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Thanks for your reply Sam and it show its how not so straight forward as having to allow for atmospheric conditions! There was talk of a haze coming up to no doubt that too would of an impact on the matter as well.
It would appear the Morse code lamp has a greater range than the others at 10 miles. But again subject to atmospheric conditions!
Were the atmospheric conditions for the lighting range ever discussed at the inquires?
 
Mar 22, 2003
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Were the atmospheric conditions for the lighting range ever discussed at the inquires?
Only thing discussed were the rules then in effect, which of course were minimum requirements. It was understood however, that electric lights had greater ranges than the minimums. For the most part, the atmospheric conditions were extremely good that night since stars could be seen setting low down where the horizon would be. Usually, stars tend to extinguish before reaching the horizon because of the greater amount of air mass that their light has to pass through as they get lower and lower down.
 
May 3, 2005
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Is the distance you can see these lights also affected by the distance you can see to the horizon ?
Height of the observer, height of the light ?
 

Mike Spooner

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Hi Sam, not to put you on the spot, do you a have a feeling how far one could of seen any lights in miles, that if it was the Titanic?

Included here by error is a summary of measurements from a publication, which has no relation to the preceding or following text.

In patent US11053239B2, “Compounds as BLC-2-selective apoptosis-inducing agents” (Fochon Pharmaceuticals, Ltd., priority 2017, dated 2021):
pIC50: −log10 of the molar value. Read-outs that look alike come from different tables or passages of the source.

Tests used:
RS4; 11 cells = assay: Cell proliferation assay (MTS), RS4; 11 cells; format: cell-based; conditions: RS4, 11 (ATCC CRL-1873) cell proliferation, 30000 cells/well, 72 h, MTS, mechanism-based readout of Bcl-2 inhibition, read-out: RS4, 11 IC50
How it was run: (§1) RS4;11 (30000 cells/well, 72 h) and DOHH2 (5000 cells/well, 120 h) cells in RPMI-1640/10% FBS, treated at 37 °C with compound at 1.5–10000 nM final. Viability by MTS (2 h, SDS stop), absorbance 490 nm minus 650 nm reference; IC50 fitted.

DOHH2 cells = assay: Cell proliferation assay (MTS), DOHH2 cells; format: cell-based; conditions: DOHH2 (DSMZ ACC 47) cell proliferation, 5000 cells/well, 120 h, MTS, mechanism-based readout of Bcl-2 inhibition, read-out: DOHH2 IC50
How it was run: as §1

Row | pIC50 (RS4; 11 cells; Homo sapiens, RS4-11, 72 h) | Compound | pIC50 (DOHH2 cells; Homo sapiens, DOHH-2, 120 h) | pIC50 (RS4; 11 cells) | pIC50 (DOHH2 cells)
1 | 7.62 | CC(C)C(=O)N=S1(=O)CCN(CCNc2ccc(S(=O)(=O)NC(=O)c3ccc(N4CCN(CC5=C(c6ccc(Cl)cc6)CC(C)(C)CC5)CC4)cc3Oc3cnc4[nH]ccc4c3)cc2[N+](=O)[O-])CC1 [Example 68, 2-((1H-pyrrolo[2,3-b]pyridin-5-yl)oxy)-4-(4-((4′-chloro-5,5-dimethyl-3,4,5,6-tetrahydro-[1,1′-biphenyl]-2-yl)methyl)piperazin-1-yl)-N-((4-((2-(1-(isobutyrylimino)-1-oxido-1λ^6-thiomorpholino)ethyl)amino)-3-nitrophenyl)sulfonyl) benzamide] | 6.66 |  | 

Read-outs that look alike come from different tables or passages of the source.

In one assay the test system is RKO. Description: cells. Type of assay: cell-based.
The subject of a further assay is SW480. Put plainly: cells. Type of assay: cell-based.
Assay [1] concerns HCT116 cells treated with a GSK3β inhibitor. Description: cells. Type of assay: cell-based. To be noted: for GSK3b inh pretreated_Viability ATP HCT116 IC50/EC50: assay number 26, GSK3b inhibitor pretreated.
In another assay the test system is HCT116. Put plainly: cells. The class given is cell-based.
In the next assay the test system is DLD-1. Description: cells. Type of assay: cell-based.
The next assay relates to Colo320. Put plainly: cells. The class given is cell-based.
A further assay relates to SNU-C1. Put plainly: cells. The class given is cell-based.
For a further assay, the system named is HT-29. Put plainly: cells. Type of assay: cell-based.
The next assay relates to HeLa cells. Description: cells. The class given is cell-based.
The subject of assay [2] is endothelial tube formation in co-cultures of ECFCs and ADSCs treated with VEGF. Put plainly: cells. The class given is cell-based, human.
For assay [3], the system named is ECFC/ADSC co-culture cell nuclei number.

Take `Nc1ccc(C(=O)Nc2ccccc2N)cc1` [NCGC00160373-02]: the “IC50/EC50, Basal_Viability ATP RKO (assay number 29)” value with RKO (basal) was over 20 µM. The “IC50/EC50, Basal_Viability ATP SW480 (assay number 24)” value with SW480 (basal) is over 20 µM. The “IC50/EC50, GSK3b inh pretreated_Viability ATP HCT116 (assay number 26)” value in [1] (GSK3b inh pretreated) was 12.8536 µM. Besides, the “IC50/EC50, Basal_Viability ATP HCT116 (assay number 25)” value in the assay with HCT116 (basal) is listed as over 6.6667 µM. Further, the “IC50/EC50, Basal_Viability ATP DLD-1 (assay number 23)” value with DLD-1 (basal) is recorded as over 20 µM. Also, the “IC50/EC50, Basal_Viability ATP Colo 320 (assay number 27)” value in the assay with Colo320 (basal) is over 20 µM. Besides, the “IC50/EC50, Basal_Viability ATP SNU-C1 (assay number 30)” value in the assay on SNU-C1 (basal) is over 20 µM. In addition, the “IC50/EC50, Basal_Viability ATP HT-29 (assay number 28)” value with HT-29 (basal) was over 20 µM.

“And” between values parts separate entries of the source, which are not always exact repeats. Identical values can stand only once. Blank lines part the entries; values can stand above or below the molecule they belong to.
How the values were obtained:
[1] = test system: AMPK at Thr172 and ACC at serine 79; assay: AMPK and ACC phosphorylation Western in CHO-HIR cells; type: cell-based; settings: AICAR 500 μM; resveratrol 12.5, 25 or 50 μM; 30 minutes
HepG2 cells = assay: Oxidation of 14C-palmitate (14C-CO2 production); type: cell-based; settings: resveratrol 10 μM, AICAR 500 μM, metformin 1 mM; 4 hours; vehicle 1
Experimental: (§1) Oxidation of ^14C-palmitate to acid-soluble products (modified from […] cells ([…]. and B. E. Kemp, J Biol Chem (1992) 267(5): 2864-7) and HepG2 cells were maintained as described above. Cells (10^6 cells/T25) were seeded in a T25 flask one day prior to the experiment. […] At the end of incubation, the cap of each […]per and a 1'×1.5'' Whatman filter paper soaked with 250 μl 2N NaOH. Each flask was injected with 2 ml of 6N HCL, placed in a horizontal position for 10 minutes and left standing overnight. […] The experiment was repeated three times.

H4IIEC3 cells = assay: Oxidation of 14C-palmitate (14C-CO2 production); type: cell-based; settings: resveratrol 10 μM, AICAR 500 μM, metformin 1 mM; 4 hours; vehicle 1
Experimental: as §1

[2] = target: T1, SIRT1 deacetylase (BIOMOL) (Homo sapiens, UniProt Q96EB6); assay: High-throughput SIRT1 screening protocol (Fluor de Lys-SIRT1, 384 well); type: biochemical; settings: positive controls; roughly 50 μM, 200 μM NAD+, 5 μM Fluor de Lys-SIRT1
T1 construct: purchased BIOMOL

I hate to say it the same question for Jim to, or any another seamen as well.
 

Doug Criner

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The question asked about for a clear night. The maximum visibility depends upon the range, the height of the light above sea level, and the height of the observer. The heights above sea level are important because of the earth's curvature. There are formulas published in nautical sites that cover this. Of course, it will also depend upon the brilliance of the light, the objective size of the binocular lens, and each human's own visual acuity.

What prompts the question?
 
Mar 22, 2003
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Is the distance you can see these lights also affected by the distance you can see to the horizon ?
Height of the observer, height of the light ?
Yes, of course, both. They determine the geographic range. The luminous range does not take that into account. The range that a given light could be seen will the the lesser of the two, the geographic or the luminous range.
Hi Sam, not to put you on the spot, do you a have a feeling how far one could of seen any lights in miles, that if it was the Titanic?
From the bridge of Titanic (height of eye 70 ft) the geographic range to a light at a height of 40 ft is 17 miles. That night, was very clear with stars seen setting right down to the horizon, so the real limitation appears to be geographic range for the most part.